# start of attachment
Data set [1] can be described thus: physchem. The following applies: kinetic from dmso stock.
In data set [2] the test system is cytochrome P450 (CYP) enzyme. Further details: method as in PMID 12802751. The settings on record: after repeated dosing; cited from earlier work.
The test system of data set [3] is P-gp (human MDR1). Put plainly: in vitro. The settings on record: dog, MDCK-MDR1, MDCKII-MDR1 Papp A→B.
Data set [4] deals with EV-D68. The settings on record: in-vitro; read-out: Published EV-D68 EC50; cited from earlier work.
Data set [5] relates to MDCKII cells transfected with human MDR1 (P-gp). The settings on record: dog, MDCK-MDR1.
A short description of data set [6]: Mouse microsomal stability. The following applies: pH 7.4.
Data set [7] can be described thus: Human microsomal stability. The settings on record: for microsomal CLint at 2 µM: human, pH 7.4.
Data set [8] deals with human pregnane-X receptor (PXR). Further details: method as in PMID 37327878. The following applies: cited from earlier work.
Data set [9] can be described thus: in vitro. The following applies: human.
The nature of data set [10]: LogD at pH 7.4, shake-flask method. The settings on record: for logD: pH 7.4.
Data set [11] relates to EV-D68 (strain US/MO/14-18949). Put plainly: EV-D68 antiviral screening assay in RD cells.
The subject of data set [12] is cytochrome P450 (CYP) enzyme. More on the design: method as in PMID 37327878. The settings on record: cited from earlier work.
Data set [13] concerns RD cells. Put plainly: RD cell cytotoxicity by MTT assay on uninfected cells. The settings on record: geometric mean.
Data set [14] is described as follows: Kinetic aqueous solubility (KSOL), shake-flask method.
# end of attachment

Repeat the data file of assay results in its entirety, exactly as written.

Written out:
Data set [1] can be described thus: physchem. The following applies: kinetic from dmso stock.
In data set [2] the test system is cytochrome P450 (CYP) enzyme. Further details: method as in PMID 12802751. The settings on record: after repeated dosing; cited from earlier work.
The test system of data set [3] is P-gp (human MDR1). Put plainly: in vitro. The settings on record: dog, MDCK-MDR1, MDCKII-MDR1 Papp A→B.
Data set [4] deals with EV-D68. The settings on record: in-vitro; read-out: Published EV-D68 EC50; cited from earlier work.
Data set [5] relates to MDCKII cells transfected with human MDR1 (P-gp). The settings on record: dog, MDCK-MDR1.
A short description of data set [6]: Mouse microsomal stability. The following applies: pH 7.4.
Data set [7] can be described thus: Human microsomal stability. The settings on record: for microsomal CLint at 2 µM: human, pH 7.4.
Data set [8] deals with human pregnane-X receptor (PXR). Further details: method as in PMID 37327878. The following applies: cited from earlier work.
Data set [9] can be described thus: in vitro. The following applies: human.
The nature of data set [10]: LogD at pH 7.4, shake-flask method. The settings on record: for logD: pH 7.4.
Data set [11] relates to EV-D68 (strain US/MO/14-18949). Put plainly: EV-D68 antiviral screening assay in RD cells.
The subject of data set [12] is cytochrome P450 (CYP) enzyme. More on the design: method as in PMID 37327878. The settings on record: cited from earlier work.
Data set [13] concerns RD cells. Put plainly: RD cell cytotoxicity by MTT assay on uninfected cells. The settings on record: geometric mean.
Data set [14] is described as follows: Kinetic aqueous solubility (KSOL), shake-flask method.